Detective Lueser testified he questioned Brodanex after his conversation with Lawson. Brodanex told Lueser she was sometimes involved with defendant and had lived with him prior to June 14, 1999. On the day of the fire, Brodanex moved out of defendant's apartment because she had a criminal case pending against him for beating her. On the day of the fire, Brodanex moved her belongings from defendant's residence to Beauchamp's rear porch. After she left her belongings at Beauchamp's apartment, she used a pay phone on 15th Avenue, approximately one block away, to call a man. The man picked her up and they drove to Sauk Village. When Brodanex returned, the fire department was at the apartment.

After the fire, Lawson told Brodanex about his earlier encounter with defendant. The next morning, Brodanex went to defendant's apartment to confront him about the fire. Defendant responded, "Why would I have anything to do with that when he had been good to [sic]." Defendant admitted he went to Beauchamp's apartment to look for Brodanex at around 9 p.m. on the night of the fire. Brodanex told Detective Lueser something under defendant's bed smelled like it was burning, although Brodanex did not look under the bed to determine what caused the odor.

Detective Lueser also reviewed the fire marshals' reports. Fire marshal Hitchcock investigated the fire first. His report indicated the fire started in the rear porch ceiling area, but he could not determine the origin or cause of the fire.

On June 24, 1999, fire marshal Mitchell Kuhner issued the official determination as to the cause and origin of the fire. Kuhner concluded the fire was intentionally set on the second floor porch using an open flame without the aid of an accelerant.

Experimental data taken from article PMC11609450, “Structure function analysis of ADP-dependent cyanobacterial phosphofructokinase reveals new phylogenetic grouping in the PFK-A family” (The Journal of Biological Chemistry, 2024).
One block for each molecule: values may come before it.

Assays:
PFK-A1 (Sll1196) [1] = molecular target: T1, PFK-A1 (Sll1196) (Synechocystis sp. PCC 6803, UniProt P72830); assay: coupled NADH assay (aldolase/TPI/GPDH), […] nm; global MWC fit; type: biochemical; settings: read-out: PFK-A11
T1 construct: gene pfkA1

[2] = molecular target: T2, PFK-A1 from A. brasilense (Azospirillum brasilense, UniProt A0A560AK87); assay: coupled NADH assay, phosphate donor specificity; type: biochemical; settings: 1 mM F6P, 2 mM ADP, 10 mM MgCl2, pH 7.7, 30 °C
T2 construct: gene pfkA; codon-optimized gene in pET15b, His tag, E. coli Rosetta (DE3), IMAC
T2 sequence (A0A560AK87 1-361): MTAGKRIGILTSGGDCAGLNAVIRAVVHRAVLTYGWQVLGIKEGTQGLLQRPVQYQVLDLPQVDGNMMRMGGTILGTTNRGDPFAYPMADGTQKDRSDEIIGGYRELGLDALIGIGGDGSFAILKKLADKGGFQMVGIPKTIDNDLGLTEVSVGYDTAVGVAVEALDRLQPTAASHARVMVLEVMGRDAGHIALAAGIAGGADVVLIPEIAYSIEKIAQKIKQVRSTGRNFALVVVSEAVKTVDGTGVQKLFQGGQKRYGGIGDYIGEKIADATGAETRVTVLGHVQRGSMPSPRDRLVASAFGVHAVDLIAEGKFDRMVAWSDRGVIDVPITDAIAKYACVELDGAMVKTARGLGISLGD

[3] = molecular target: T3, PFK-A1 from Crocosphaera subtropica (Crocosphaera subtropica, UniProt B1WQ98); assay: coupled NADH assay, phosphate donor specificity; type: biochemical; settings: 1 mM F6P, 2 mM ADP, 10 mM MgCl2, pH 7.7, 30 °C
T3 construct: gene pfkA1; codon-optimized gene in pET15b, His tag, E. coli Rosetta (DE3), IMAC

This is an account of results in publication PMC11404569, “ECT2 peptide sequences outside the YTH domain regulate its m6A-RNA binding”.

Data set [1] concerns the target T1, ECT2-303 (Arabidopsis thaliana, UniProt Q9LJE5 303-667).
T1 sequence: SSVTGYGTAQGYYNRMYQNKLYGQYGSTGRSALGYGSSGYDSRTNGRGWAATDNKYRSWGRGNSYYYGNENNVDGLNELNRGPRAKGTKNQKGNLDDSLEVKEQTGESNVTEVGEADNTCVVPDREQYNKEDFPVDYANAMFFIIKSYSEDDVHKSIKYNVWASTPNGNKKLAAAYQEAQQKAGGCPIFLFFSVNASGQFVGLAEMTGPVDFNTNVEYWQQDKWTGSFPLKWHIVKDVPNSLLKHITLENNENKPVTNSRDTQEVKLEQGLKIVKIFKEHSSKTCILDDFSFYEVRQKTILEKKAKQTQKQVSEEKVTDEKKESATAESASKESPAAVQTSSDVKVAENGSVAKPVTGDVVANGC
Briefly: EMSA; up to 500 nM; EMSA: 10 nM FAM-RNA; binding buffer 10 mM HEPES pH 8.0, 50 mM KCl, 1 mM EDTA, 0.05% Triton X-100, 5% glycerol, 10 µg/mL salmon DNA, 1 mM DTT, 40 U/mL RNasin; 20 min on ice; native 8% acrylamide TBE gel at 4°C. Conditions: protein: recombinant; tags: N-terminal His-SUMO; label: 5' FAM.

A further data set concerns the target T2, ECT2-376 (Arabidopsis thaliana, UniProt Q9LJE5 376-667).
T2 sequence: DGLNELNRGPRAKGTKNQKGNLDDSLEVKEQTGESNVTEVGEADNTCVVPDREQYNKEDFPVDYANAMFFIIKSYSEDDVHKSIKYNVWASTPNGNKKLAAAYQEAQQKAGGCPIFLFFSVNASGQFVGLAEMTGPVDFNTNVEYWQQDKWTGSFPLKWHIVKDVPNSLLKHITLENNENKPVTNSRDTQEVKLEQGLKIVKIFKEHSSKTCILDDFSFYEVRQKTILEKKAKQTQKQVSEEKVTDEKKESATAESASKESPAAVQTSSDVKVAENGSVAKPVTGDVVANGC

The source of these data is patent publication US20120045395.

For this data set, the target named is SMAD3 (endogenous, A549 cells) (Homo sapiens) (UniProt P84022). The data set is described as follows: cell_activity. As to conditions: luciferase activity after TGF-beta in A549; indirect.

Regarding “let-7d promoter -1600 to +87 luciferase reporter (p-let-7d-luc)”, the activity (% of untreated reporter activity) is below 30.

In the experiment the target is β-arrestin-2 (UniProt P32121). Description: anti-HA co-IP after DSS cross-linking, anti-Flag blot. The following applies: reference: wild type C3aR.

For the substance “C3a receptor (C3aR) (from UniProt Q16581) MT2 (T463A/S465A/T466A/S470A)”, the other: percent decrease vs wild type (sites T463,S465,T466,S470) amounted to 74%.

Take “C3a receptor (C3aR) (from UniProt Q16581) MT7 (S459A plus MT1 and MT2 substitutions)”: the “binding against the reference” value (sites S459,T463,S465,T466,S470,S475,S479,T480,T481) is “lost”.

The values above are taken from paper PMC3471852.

Although Detective Lueser made several attempts to question defendant, Lueser did not locate defendant until July 13, 1999. On that day, Detectives Lueser and Bruni found defendant at his residence and asked him if he would accompany the detectives to the police station to discuss the fire at Beauchamp's residence. Defendant agreed to go with the officers. He was not handcuffed and rode in the back seat of an unmarked squad car to the station. The detectives and defendant entered the station through a back door which was accessible only to police personnel. The detectives placed defendant in an interview room where they read defendant the Miranda warnings. The record includes the written Miranda waiver signed by defendant and dated July 13, 1999 at 4:10 p.m. The form states in part:

"I, Roy M. Willis, now being held in custody by the Chicago Heights Police Department state that upon my arrival and detention I was immediately informed of my Constitutional Rights as [f]ollows: ***." (Emphasis added.)

The detectives and defendant briefly discussed the fire. Defendant denied any involvement and denied going to Beauchamp's residence on the day of the fire.

At 8:30 p.m., Detective Lueser advised defendant he was under arrest and took him to the lock-up. Detective Lueser did not have a warrant for defendant's arrest. According to Lueser, defendant was "placed on hold pending further investigation." When asked on cross-examination what further investigation he needed to complete, Lueser replied, "Locate any other witnesses, if possible."

Lueser testified other detectives went to locate Lawson and Brodanex after Lueser began questioning defendant on July 13, 1999, in case the police needed the witnesses to talk to a State's Attorney. Neither witness was brought to the police station that day. Lueser worked from 1 p.m. to 9 p.m. each day during defendant's detention. Neither he nor any other officer investigated defendant's case when Lueser was not on duty.